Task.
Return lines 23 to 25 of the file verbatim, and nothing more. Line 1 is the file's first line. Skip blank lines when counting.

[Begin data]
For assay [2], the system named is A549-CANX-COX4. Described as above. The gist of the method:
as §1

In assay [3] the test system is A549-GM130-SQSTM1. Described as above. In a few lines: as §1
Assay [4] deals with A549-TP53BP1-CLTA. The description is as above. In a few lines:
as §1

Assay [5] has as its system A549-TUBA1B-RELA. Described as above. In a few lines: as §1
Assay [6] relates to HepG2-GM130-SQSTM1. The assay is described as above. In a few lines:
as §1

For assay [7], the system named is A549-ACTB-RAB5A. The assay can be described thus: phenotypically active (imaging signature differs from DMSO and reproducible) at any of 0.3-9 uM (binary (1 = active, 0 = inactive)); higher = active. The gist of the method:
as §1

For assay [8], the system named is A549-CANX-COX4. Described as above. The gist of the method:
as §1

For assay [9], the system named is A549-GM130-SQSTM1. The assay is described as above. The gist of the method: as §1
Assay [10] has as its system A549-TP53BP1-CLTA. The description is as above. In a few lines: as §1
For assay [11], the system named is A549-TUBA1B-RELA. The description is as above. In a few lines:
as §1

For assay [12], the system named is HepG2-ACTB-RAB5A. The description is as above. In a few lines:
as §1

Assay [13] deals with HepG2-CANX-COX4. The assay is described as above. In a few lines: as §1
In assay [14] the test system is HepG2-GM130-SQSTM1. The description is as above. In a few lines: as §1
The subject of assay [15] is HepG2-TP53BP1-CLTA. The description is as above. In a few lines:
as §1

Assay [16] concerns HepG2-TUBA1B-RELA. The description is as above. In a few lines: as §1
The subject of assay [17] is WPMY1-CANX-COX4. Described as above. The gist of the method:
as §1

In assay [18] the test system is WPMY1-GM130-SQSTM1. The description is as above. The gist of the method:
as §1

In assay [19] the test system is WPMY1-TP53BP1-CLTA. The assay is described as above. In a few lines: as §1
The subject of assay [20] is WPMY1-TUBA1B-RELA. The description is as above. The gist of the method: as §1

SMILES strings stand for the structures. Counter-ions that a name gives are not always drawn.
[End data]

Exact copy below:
Assay [16] concerns HepG2-TUBA1B-RELA. The description is as above. In a few lines: as §1
The subject of assay [17] is WPMY1-CANX-COX4. Described as above. The gist of the method:
as §1